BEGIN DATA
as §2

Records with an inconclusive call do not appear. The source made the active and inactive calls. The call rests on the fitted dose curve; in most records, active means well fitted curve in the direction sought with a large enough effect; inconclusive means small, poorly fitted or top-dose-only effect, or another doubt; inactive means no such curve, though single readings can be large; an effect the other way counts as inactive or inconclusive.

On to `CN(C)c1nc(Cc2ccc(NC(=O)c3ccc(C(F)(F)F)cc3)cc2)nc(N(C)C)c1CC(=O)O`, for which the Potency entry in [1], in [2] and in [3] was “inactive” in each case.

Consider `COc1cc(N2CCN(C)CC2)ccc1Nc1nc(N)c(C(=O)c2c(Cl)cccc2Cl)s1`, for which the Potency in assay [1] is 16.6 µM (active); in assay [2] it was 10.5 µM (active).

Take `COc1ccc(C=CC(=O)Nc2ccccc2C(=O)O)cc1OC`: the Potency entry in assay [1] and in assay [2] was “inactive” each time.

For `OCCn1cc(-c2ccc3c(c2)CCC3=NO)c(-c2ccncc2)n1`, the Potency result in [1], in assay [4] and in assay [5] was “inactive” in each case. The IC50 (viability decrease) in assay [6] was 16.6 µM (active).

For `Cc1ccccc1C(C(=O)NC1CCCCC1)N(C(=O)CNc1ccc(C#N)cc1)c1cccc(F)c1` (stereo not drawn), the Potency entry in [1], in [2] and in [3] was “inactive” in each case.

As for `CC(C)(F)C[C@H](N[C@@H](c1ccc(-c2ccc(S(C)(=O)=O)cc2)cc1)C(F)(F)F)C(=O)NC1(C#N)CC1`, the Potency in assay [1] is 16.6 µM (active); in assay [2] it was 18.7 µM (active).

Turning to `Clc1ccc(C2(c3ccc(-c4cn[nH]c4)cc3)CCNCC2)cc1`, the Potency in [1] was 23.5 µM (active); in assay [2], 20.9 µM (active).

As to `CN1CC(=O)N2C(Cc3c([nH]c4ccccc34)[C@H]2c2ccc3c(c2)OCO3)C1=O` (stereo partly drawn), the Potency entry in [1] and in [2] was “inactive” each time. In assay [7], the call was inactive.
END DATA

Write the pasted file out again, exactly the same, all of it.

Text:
as §2

Records with an inconclusive call do not appear. The source made the active and inactive calls. The call rests on the fitted dose curve; in most records, active means well fitted curve in the direction sought with a large enough effect; inconclusive means small, poorly fitted or top-dose-only effect, or another doubt; inactive means no such curve, though single readings can be large; an effect the other way counts as inactive or inconclusive.

On to `CN(C)c1nc(Cc2ccc(NC(=O)c3ccc(C(F)(F)F)cc3)cc2)nc(N(C)C)c1CC(=O)O`, for which the Potency entry in [1], in [2] and in [3] was “inactive” in each case.

Consider `COc1cc(N2CCN(C)CC2)ccc1Nc1nc(N)c(C(=O)c2c(Cl)cccc2Cl)s1`, for which the Potency in assay [1] is 16.6 µM (active); in assay [2] it was 10.5 µM (active).

Take `COc1ccc(C=CC(=O)Nc2ccccc2C(=O)O)cc1OC`: the Potency entry in assay [1] and in assay [2] was “inactive” each time.

For `OCCn1cc(-c2ccc3c(c2)CCC3=NO)c(-c2ccncc2)n1`, the Potency result in [1], in assay [4] and in assay [5] was “inactive” in each case. The IC50 (viability decrease) in assay [6] was 16.6 µM (active).

For `Cc1ccccc1C(C(=O)NC1CCCCC1)N(C(=O)CNc1ccc(C#N)cc1)c1cccc(F)c1` (stereo not drawn), the Potency entry in [1], in [2] and in [3] was “inactive” in each case.

As for `CC(C)(F)C[C@H](N[C@@H](c1ccc(-c2ccc(S(C)(=O)=O)cc2)cc1)C(F)(F)F)C(=O)NC1(C#N)CC1`, the Potency in assay [1] is 16.6 µM (active); in assay [2] it was 18.7 µM (active).

Turning to `Clc1ccc(C2(c3ccc(-c4cn[nH]c4)cc3)CCNCC2)cc1`, the Potency in [1] was 23.5 µM (active); in assay [2], 20.9 µM (active).

As to `CN1CC(=O)N2C(Cc3c([nH]c4ccccc34)[C@H]2c2ccc3c(c2)OCO3)C1=O` (stereo partly drawn), the Potency entry in [1] and in [2] was “inactive” each time. In assay [7], the call was inactive.